I got carried away clicking on little digital images of beautiful rugs at sites like http://www.moheban.com, http://www.pasargadcarpets.com and markarianantiquerugs.com. By then I knew that the Hereke carpet hailed from the north shore of Izmit Bay in Turkey, the Oushak from northwest Turkey, and that both were too far expensive for me.
Now descriptions like machine-made (a category that includes rugs from manufacturers like karastan.com and couristan.com), hand-tufted (pile carpets made with a gun-tufting tool), handwoven (hand-loomed flat weaves like kilims) and hand-knotted (what we traditionally think of when we hear the phrase ”Oriental rug”) made sense.
I also learned that the best rugs are wool, use vegetable dyes and have denser concentrations of knots than lesser rugs. Prices for room-size rugs can range from $50 for a machine-made synthetic to hundreds of thousands of dollars for a hand-knotted antique in excellent shape.
So what about the three rugs, one of which I now knew I loved with all my heart, that I had brought home?
Allen Arthur, an Atlanta dealer who operates Cyberrugs.com, explained the difference between new and old hand-knotted rugs. ”New rugs are mainly reproductions of traditional designs and are not investments,” he said. ”The exception is new rugs with designs that are being woven in the same original location, in the same tradition and by the same people who have always done them.”
Translation: the Pakistani rug I loved probably would not hold its value. For rugs like those, the way to compare prices is by the cost per square foot. The highest-priced new rugs in that category can cost from than $50 to $100 per square foot; the rugs I had on approval cost roughly $75 per square foot.
Had the rug betrayed my love?
”They’re expensive because they’re coming from certain manufacturers who are exactly on top of what the market wants,” Mr. O’Connell said. ”It takes months to make a rug, and to be able to get them in time to market, in the shades and colors and designs that are fashionable, is a very expensive thing.”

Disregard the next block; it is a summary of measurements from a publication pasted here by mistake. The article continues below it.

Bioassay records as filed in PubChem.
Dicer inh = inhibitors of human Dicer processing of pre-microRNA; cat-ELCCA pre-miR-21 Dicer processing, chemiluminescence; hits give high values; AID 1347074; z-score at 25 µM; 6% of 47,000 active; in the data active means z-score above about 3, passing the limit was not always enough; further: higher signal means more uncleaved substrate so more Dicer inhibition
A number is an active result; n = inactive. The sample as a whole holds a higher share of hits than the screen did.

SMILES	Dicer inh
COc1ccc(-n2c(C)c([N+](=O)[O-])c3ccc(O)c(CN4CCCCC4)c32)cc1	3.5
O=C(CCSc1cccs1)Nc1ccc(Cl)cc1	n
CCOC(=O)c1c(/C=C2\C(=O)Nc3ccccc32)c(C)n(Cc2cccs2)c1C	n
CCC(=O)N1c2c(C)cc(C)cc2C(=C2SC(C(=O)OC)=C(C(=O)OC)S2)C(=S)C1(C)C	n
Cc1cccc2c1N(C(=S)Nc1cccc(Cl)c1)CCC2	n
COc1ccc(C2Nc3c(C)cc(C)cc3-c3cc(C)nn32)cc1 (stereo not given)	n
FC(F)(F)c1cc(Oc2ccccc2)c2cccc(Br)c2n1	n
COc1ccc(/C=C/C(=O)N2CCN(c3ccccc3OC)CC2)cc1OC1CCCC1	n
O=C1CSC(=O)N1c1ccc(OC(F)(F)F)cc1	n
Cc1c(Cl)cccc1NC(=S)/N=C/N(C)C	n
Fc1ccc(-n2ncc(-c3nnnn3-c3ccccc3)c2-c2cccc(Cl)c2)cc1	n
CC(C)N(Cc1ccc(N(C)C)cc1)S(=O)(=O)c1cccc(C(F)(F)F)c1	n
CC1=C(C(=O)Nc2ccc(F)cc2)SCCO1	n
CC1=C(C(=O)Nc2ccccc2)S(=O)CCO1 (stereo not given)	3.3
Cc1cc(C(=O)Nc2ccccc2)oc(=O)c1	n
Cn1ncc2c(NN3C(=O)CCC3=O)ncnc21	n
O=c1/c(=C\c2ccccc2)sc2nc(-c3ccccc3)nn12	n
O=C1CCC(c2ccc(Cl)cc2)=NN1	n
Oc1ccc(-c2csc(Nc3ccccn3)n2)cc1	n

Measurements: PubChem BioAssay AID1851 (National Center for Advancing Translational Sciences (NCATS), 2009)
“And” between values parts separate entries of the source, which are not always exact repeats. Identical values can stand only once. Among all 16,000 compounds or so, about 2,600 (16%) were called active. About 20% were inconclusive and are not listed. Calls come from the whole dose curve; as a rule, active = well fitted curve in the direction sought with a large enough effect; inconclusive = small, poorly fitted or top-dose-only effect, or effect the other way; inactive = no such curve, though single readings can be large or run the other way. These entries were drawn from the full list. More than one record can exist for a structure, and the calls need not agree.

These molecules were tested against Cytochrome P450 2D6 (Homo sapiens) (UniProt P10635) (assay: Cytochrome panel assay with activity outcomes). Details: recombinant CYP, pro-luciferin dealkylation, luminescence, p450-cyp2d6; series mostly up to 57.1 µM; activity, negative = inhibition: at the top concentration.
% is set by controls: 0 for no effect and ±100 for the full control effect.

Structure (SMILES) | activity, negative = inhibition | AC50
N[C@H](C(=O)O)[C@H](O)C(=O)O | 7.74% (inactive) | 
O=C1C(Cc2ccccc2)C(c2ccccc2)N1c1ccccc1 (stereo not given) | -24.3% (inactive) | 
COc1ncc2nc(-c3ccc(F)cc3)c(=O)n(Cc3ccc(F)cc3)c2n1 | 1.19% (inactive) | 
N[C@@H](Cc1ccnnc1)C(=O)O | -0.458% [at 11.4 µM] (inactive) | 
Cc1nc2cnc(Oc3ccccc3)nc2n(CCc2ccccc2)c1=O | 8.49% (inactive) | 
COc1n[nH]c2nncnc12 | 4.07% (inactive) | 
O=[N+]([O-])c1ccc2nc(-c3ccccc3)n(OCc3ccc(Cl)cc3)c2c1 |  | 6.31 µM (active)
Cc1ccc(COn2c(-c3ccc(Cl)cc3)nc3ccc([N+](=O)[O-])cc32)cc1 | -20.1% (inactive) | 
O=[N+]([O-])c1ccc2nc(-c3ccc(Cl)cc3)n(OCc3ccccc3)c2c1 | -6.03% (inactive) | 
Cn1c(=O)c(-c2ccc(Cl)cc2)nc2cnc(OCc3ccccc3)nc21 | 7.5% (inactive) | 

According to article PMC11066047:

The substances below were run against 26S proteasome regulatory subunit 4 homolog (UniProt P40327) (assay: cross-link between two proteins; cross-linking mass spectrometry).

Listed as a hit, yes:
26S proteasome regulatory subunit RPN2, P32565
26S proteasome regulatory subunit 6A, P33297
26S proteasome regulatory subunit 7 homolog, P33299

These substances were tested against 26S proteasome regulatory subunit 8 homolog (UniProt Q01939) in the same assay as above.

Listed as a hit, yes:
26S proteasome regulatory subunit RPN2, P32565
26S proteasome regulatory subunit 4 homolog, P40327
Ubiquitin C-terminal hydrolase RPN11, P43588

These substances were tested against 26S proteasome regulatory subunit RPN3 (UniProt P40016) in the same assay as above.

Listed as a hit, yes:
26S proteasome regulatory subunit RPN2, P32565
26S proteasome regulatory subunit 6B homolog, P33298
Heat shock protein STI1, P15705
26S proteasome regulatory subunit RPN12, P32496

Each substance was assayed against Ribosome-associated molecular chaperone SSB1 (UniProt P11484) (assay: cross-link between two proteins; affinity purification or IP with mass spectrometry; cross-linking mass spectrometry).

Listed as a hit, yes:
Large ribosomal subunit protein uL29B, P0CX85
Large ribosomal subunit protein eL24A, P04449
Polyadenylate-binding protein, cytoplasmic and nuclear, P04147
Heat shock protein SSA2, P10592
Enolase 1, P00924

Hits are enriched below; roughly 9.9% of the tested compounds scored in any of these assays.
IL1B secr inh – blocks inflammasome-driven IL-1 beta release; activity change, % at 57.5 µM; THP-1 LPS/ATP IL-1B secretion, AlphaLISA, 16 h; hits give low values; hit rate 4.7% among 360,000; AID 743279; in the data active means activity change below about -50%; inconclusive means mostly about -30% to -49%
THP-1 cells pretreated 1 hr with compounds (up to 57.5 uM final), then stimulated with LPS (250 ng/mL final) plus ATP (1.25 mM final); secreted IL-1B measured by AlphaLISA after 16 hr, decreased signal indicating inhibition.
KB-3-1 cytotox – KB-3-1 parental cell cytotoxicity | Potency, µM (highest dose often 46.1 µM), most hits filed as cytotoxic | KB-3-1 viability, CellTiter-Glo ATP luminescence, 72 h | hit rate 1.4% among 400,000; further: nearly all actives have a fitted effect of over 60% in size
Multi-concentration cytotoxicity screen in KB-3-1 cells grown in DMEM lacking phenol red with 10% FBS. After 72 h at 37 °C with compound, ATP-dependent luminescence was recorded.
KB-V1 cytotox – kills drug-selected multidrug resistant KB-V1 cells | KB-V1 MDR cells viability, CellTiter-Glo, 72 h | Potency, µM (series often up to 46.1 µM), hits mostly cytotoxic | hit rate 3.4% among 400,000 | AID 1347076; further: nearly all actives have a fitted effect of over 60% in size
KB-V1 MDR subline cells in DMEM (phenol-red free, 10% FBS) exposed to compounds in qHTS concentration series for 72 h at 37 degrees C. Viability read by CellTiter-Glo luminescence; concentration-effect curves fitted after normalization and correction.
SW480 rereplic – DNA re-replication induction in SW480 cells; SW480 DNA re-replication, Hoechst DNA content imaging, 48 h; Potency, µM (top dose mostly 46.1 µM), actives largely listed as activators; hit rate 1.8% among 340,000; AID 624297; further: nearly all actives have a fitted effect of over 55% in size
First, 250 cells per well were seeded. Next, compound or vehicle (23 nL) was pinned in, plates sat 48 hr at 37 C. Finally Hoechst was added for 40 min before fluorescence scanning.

Among the best buys in new rugs, Mr. O’Connell said, are Iranian rugs that have become widely available since 2000, when the United States government lifted a 13-year embargo against importation.
So should I break up with my current rug in favor of a new Iranian or a semi-antique Persian rug?
Not necessarily, said Emmett Eiland, a dealer in Berkeley, Calif., who sells online at Internetrugs.com. ”There’s no reason to distrust a new rug,” said Mr. Eiland, the author of ”Oriental Rugs Today: A Guide to the Best New Carpets From the East,” (Berkeley Hills Books, 2003). ”The best new rugs with natural dyes are better-looking and better investments than semi-antiques made with synthetic dyes and machine-spun wools.”
I took the rugs back to the store.
But having learned so much online, I wasn’t going to give up now. I brought home a semi-antique Heriz from another store.
My behavior was typical of shoppers who do online research. Dealers say that while few buyers actually purchase rugs from their sites without touching or seeing them, many come into a store armed with information from the Internet that makes their search more specific.
But I took the Heriz back, too.
Then I went back to the first store and brought home the rug I loved.
It still loved me back.
I haven’t made up my mind. But I must say this has turned out to be much more fun than paying last month’s bills.